Nobody at that place knows himB.K Dutt Colony is basically a slum in New Delhi. But its location is excellent. It is near Khan Market and Lodhi Garden. On last Sunday, I was driving near BK Dutt Colony. Suddenly I stopped the car and went to a kiosk near the colony. My wife and my daughter are now habituated to my eccentric behavior. So, they waited patiently in the car.
I asked the person selling cigarette in the kiosk. He could not answer. There were two-three young men in the kiosk. None of them knew. They, in turn, asked four elderly men playing cards. No, they also didn't know who this BK Dutt was. I sighed heavily and returned to the car.
Batukeshwar Dutt was born on 18th November, 1910 in Oari village of the present East Barddhaman district of West Bengal. But his father settled in present Uttar Pradesh when Batukeshwar was a small child. He came into contact of Bhagat Singh and other revolutionaries at a very early age and became a die-hard revolutionary himself. On 7th April, 1929, Batukeshwar, popularly known as BK, along with Bhagat Singh, threw bombs in the Central Legislative Assembly in New Delhi with the revolutionary slogan of 'Inquilab Zindabad'. He was arrested.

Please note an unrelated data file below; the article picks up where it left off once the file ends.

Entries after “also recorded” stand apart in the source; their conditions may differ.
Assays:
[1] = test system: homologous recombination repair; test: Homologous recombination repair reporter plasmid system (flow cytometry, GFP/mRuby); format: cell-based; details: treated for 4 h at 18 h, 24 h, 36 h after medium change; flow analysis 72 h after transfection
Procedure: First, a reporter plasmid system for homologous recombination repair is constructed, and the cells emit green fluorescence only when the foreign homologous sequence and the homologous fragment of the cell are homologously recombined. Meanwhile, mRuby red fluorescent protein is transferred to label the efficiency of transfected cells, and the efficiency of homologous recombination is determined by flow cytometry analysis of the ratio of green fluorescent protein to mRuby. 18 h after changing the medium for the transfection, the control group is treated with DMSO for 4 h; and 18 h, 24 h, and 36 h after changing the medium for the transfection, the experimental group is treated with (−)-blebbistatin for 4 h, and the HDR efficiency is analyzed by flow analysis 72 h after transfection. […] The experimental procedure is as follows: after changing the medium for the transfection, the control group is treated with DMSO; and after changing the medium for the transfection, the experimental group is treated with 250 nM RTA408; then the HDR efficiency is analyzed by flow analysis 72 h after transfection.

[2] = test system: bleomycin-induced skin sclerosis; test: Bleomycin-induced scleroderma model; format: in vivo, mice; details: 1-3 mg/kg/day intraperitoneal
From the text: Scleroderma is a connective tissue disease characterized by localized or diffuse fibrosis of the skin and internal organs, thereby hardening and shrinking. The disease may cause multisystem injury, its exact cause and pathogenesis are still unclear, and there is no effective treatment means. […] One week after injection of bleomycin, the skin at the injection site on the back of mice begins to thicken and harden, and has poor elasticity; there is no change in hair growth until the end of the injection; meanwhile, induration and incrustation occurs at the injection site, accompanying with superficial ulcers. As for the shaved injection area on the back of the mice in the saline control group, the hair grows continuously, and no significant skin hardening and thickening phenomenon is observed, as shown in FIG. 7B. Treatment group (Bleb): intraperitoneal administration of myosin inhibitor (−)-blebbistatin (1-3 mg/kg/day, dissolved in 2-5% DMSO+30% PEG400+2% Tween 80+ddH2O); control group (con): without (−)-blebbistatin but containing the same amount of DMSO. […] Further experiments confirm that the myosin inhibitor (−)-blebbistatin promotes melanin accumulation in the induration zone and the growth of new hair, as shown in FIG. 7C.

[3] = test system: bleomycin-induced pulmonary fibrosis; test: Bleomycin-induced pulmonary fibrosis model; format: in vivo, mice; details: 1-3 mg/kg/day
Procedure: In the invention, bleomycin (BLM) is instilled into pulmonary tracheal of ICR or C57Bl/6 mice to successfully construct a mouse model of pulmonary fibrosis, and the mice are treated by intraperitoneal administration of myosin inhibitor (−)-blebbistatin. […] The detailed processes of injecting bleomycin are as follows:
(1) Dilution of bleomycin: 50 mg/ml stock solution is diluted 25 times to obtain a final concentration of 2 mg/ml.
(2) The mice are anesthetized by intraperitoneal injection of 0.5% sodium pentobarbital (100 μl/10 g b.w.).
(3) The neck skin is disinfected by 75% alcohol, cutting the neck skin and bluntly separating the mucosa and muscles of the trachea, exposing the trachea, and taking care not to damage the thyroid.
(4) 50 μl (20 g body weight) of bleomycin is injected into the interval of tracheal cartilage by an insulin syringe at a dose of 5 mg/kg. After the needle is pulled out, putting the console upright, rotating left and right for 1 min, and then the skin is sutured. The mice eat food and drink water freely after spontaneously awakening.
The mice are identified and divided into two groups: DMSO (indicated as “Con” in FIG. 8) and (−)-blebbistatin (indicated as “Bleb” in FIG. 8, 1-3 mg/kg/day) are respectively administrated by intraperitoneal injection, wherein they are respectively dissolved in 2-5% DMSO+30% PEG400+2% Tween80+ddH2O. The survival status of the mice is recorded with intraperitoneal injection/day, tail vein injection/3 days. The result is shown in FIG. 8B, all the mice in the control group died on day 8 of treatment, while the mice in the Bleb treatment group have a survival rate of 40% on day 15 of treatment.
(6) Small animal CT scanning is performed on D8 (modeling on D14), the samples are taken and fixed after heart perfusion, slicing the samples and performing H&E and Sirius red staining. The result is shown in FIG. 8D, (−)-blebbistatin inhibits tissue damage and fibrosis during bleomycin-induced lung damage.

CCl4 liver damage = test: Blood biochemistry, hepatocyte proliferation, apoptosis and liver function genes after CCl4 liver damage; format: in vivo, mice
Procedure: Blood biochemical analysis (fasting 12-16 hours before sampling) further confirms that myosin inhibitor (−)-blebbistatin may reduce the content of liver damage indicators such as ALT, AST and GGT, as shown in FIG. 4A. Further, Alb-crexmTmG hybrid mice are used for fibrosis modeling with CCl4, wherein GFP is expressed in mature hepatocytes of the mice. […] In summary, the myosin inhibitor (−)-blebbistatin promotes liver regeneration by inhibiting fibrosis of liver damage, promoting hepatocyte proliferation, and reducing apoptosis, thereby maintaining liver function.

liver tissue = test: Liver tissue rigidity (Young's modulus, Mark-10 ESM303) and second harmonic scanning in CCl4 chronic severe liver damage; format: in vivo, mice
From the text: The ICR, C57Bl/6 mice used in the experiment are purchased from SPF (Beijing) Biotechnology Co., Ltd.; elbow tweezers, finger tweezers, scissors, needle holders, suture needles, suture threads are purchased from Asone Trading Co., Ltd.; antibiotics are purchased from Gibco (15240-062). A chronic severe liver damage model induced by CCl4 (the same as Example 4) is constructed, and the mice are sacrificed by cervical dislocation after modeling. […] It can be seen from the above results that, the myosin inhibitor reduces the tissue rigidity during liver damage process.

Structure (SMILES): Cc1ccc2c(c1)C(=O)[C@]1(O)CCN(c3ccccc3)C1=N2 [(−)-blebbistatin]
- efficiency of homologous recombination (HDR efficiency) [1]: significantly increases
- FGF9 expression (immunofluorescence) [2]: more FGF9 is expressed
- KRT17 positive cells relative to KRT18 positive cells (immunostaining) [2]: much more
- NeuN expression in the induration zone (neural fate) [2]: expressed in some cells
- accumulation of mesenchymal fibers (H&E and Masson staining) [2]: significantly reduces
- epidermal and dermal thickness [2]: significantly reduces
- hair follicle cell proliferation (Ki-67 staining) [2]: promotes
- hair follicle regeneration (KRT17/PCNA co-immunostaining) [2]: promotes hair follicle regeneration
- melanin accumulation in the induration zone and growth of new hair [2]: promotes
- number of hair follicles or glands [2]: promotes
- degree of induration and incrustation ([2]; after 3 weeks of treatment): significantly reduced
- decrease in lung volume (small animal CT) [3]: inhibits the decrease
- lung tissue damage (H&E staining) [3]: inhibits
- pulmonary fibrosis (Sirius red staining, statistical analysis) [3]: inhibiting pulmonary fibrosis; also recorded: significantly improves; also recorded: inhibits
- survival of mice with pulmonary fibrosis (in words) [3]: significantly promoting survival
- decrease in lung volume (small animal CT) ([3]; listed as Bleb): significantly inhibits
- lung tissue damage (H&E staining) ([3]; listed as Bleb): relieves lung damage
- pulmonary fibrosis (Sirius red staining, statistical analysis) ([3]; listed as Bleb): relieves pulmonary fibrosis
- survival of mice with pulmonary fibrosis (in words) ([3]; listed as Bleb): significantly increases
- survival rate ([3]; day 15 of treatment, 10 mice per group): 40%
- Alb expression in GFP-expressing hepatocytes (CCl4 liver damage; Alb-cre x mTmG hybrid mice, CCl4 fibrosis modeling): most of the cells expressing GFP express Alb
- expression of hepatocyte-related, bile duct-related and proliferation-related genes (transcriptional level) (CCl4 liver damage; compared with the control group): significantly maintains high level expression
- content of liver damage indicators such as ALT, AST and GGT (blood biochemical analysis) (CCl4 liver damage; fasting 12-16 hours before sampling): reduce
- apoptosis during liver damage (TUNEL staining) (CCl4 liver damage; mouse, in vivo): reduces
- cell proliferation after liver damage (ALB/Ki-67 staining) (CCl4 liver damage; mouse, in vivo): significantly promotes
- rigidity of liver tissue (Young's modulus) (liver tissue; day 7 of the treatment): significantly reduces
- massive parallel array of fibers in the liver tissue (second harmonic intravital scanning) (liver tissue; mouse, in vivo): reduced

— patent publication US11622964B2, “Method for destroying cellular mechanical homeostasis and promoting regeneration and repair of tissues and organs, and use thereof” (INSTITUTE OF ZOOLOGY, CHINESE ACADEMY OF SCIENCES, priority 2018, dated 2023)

In jail, he started fasting to ensure proper treatment of the political convicts by the jail staff. Another revolutionary, Jatin Das, died after 63 days of fast. BK and others managed to get some benefits for the political convicts. He came out of the jail in 1938. But he was not allowed to enter Bengal, Punjab and Uttar Pradesh, where he had been active.
But his revolutionary spirit remained intact. He took part in the 'Quit India' movement in 1942. He was again arrested and was sent to jail for another three years.
After independence, the Government and common people forgot this great revolutionary. He tried to settle in Patna, married and started fighting against acute poverty. But due to terrible torture which he had suffered in jail during the British period, tuberculosis slowly got better of him.
This great hero of freedom struggle left the world unsung on 20th July, 1965.
Although the Government named a slum after this great revolutionary, nobody living there bothers to know who he was.